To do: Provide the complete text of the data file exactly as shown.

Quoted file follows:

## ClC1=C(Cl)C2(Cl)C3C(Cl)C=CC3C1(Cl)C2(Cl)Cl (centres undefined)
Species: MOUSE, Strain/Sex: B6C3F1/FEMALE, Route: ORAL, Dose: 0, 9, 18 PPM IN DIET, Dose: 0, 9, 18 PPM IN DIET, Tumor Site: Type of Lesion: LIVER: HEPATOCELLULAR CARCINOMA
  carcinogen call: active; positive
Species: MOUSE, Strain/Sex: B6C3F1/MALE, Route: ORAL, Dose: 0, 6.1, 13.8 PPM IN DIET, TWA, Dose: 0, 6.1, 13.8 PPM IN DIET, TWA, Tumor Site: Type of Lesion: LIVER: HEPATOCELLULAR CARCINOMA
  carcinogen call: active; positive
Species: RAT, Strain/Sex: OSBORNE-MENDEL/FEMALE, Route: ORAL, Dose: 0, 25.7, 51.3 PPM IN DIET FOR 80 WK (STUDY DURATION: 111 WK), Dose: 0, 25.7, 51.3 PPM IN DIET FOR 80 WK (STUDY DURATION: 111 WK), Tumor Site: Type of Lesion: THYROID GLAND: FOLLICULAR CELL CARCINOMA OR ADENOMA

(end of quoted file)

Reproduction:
## ClC1=C(Cl)C2(Cl)C3C(Cl)C=CC3C1(Cl)C2(Cl)Cl (centres undefined)
Species: MOUSE, Strain/Sex: B6C3F1/FEMALE, Route: ORAL, Dose: 0, 9, 18 PPM IN DIET, Dose: 0, 9, 18 PPM IN DIET, Tumor Site: Type of Lesion: LIVER: HEPATOCELLULAR CARCINOMA
  carcinogen call: active; positive
Species: MOUSE, Strain/Sex: B6C3F1/MALE, Route: ORAL, Dose: 0, 6.1, 13.8 PPM IN DIET, TWA, Dose: 0, 6.1, 13.8 PPM IN DIET, TWA, Tumor Site: Type of Lesion: LIVER: HEPATOCELLULAR CARCINOMA
  carcinogen call: active; positive
Species: RAT, Strain/Sex: OSBORNE-MENDEL/FEMALE, Route: ORAL, Dose: 0, 25.7, 51.3 PPM IN DIET FOR 80 WK (STUDY DURATION: 111 WK), Dose: 0, 25.7, 51.3 PPM IN DIET FOR 80 WK (STUDY DURATION: 111 WK), Tumor Site: Type of Lesion: THYROID GLAND: FOLLICULAR CELL CARCINOMA OR ADENOMA